What are the advantages of NFC over QR codes?

Each technology has its place, but users prefer NFC over QR codes when speed, security and convenience matter most. With NFC, it’s fast and easy to make purchases, access information, or control an IoT device simply by “tapping” your device on the NFC tag or reader. We call it “tap and go”. When Strategy Analytics conducted a study of NFC and QR code users, they found that users preferred NFC based on speed, convenience, and a user-first feeling. QR codes often lack item-level unique identification, making it impossible to track and trace product through a supply chain or provide a personalized experience to users. Like all camera-based technologies, QR codes struggle in low-light environments and with poor cameras. On the product side, graphic designers prefer NFC because they can feature their brand rather than a large, unattractive series of blocks. Because NFC blends into branding, it has a beautiful, premium feel in addition to its superior ease of use.

Looking ahead what do you see happening with NFC in 2018?

NFC is a “now” technology. What I mean is that NFC technology has become a serious part of the mainstream consumer experience in payment and retail. Over two billion NFC-enabled devices are in use today. That means almost a quarter of the planet can use NFC technology right now, and they’re increasingly doing so – to board a train, to pay for lunch, to pair their headphones, and to bring everyday objects to life. This number will only grow as companies continue to innovate using NFC technology. Consumer expectations are rising and retailers and payment professionals need to take NFC seriously and ensure that it is supported.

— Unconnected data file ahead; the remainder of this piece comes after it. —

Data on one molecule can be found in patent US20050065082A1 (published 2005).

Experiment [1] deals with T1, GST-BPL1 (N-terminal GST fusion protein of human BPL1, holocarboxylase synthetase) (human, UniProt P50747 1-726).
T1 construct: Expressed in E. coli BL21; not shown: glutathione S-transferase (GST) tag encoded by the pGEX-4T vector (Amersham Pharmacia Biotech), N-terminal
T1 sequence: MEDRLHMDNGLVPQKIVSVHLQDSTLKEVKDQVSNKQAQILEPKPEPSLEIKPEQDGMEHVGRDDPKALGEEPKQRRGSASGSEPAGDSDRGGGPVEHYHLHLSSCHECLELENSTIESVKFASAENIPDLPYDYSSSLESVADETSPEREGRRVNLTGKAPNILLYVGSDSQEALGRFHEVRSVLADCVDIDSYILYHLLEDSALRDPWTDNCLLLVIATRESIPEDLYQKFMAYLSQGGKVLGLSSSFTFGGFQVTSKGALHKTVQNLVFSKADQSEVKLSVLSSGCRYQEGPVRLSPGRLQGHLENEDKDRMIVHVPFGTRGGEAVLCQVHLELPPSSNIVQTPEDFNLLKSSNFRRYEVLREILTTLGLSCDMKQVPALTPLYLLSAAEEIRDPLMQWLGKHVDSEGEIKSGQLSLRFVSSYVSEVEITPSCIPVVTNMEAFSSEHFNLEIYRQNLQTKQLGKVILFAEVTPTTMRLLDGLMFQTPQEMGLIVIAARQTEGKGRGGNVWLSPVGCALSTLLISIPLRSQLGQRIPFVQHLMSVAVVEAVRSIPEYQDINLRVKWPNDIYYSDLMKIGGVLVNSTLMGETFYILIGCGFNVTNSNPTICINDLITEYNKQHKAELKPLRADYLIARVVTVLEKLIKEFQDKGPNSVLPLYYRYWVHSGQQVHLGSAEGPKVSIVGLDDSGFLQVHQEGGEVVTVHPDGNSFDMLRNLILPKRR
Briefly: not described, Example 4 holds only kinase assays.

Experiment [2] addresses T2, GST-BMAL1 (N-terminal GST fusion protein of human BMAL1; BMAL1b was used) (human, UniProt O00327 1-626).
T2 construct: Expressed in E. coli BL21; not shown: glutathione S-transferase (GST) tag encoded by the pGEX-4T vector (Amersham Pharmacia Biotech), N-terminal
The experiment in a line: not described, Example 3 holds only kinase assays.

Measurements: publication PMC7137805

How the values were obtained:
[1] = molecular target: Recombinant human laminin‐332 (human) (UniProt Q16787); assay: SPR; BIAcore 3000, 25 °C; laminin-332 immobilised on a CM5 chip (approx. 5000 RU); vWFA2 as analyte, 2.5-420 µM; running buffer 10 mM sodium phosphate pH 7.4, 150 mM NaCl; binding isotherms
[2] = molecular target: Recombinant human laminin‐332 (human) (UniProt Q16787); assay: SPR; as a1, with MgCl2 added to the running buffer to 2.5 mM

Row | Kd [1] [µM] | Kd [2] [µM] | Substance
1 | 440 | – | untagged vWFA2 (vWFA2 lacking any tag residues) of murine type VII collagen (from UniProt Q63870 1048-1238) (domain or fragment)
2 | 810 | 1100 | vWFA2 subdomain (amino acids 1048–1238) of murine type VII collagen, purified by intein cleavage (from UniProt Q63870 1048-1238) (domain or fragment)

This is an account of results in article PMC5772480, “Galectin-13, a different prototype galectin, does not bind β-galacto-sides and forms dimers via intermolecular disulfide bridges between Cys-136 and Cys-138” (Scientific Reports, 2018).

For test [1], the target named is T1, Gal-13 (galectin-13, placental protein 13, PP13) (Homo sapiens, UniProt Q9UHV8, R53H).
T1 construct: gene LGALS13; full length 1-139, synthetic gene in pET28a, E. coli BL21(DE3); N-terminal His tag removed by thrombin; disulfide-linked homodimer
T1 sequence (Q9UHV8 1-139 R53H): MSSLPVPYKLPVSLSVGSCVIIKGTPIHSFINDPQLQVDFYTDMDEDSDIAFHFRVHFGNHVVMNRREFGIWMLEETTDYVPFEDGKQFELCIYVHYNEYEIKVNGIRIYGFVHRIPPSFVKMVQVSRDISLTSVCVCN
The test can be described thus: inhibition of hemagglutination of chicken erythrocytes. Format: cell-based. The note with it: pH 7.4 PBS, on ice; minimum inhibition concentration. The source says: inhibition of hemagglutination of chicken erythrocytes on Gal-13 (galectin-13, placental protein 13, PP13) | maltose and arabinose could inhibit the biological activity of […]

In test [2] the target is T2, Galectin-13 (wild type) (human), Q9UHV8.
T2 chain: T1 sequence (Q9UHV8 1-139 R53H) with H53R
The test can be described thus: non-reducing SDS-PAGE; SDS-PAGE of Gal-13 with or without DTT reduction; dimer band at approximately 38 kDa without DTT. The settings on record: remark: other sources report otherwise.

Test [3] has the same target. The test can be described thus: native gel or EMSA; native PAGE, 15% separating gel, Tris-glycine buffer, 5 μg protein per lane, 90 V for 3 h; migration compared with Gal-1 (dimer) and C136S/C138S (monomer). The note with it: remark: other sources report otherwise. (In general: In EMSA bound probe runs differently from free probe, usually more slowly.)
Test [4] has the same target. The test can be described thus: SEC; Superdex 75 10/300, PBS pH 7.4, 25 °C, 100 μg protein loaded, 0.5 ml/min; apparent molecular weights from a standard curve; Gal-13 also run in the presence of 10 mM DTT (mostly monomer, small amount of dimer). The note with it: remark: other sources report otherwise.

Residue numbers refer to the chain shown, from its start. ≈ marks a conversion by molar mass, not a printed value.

In 2018, look for NFC payments to move beyond the smartphone to a wide variety of wearables and beyond traditional retail environments. Also, with an expected 36 billion IoT devices in use worldwide within the next few years, expect continued improvements in the retail customer journey. It’s a good time to be in the payment industry as cashless opportunities continue to grow worldwide.